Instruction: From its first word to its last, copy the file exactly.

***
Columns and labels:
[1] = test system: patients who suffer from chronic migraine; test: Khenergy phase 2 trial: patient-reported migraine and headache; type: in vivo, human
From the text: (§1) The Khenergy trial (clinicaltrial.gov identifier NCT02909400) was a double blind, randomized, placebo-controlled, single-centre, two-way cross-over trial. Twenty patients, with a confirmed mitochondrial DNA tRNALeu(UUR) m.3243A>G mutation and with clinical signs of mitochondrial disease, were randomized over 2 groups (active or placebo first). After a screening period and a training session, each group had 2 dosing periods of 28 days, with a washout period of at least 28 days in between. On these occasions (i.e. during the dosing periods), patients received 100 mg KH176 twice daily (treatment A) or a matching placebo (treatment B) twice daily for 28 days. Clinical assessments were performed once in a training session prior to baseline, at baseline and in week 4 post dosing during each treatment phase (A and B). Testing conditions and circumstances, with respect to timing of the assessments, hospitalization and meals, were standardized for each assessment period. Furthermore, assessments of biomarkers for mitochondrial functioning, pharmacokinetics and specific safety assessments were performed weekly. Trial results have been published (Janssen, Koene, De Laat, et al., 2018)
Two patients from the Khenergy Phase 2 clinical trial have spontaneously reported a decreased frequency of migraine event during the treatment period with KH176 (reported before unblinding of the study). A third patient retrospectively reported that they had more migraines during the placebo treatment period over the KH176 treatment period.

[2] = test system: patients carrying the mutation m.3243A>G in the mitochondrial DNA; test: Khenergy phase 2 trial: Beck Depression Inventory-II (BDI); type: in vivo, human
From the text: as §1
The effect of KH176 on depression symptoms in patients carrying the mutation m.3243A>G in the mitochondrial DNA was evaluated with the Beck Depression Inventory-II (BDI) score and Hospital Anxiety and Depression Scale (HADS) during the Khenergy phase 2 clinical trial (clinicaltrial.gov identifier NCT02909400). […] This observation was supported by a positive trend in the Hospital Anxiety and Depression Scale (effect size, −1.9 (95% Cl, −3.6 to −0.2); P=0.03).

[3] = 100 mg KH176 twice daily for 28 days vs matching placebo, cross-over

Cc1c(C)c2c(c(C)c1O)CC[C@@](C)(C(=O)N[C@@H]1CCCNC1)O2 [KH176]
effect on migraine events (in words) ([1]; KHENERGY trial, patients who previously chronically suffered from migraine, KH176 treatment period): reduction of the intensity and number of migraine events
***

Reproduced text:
Columns and labels:
[1] = test system: patients who suffer from chronic migraine; test: Khenergy phase 2 trial: patient-reported migraine and headache; type: in vivo, human
From the text: (§1) The Khenergy trial (clinicaltrial.gov identifier NCT02909400) was a double blind, randomized, placebo-controlled, single-centre, two-way cross-over trial. Twenty patients, with a confirmed mitochondrial DNA tRNALeu(UUR) m.3243A>G mutation and with clinical signs of mitochondrial disease, were randomized over 2 groups (active or placebo first). After a screening period and a training session, each group had 2 dosing periods of 28 days, with a washout period of at least 28 days in between. On these occasions (i.e. during the dosing periods), patients received 100 mg KH176 twice daily (treatment A) or a matching placebo (treatment B) twice daily for 28 days. Clinical assessments were performed once in a training session prior to baseline, at baseline and in week 4 post dosing during each treatment phase (A and B). Testing conditions and circumstances, with respect to timing of the assessments, hospitalization and meals, were standardized for each assessment period. Furthermore, assessments of biomarkers for mitochondrial functioning, pharmacokinetics and specific safety assessments were performed weekly. Trial results have been published (Janssen, Koene, De Laat, et al., 2018)
Two patients from the Khenergy Phase 2 clinical trial have spontaneously reported a decreased frequency of migraine event during the treatment period with KH176 (reported before unblinding of the study). A third patient retrospectively reported that they had more migraines during the placebo treatment period over the KH176 treatment period.

[2] = test system: patients carrying the mutation m.3243A>G in the mitochondrial DNA; test: Khenergy phase 2 trial: Beck Depression Inventory-II (BDI); type: in vivo, human
From the text: as §1
The effect of KH176 on depression symptoms in patients carrying the mutation m.3243A>G in the mitochondrial DNA was evaluated with the Beck Depression Inventory-II (BDI) score and Hospital Anxiety and Depression Scale (HADS) during the Khenergy phase 2 clinical trial (clinicaltrial.gov identifier NCT02909400). […] This observation was supported by a positive trend in the Hospital Anxiety and Depression Scale (effect size, −1.9 (95% Cl, −3.6 to −0.2); P=0.03).

[3] = 100 mg KH176 twice daily for 28 days vs matching placebo, cross-over

Cc1c(C)c2c(c(C)c1O)CC[C@@](C)(C(=O)N[C@@H]1CCCNC1)O2 [KH176]
effect on migraine events (in words) ([1]; KHENERGY trial, patients who previously chronically suffered from migraine, KH176 treatment period): reduction of the intensity and number of migraine events